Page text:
# Single instances of plural practice

While studying math, I found strange part; Credit card companies use negative balances to represent when the credit card company owes the customer money, and positive balances to represent the customer owes the credit card company money.

At the beginning, the noun is plural: Credit card companies.
And then the singular nouns are used: the credit card company, the customer.

Aren't they wrong?

## 2 Answers

I don't find any problem in 'singular/plural' matter. The first plural is talked in a general way, considering all credit card companies. Once the companies are defined that way, the author wants to describe what happens with any credit card company. [However, I'd prefer using an indefinite article for the 2nd, 3rd, 4th and 5th boldface. Maybe, others clarify this].

My way of learning is change the example and then think about it. Let's do it here.

"Aliens respond violently if they are offended by humans in any way. When a human teases an alien, it emits strange sounds that affect's human's brain and he feels dizziness. On the other hand when an alien attacks a human, he calls for the police force!"

This sentence has problems, but with respect to the plural/singular distinction it is acceptable.

In the head clause, Credit card companies use, the author speaks about what all these companies do: they all use negative balances, they all use positive balances.

But in the subordinate clauses, the author is speaking of when these representations are used: in individual instances, on the statements sent one by one to customers.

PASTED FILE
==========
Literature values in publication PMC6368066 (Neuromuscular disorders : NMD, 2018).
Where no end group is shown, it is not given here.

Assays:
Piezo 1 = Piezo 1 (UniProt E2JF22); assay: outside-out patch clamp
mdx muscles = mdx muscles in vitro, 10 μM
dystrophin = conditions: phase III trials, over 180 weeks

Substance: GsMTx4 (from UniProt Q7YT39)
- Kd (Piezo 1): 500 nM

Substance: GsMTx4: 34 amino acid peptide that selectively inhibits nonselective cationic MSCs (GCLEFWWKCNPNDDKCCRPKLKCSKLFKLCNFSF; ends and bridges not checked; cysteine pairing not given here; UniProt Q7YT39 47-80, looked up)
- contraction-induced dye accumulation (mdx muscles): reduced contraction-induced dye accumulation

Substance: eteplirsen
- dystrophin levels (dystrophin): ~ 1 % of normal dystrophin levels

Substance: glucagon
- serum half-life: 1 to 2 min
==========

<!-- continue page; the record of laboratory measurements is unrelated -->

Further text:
This is not to say that employing the plural would be formally incorrect:

... Companies use negative balances to represent when the companies owe the customers money, and positive balances to represent the customers owe the companies.

But this could be misunderstood. It might be taken to imply that the representation is determined by the aggregate balance—the total amount owed by all customers to all companies minus the total amount owed by all companies to all customers.

In this case, of course, that would be so absurd that nobody would actually understand it that way. But in other contexts, an aggregate reading might be reasonable.

In the table below I employ a yellow highlight when the customers owe the companies more than \$800B and a blue highlight when the customers owe the companies less than \$750B.

Consequently, we ordinarily employ this plural/singular distinction so the meaning will be unambiguous.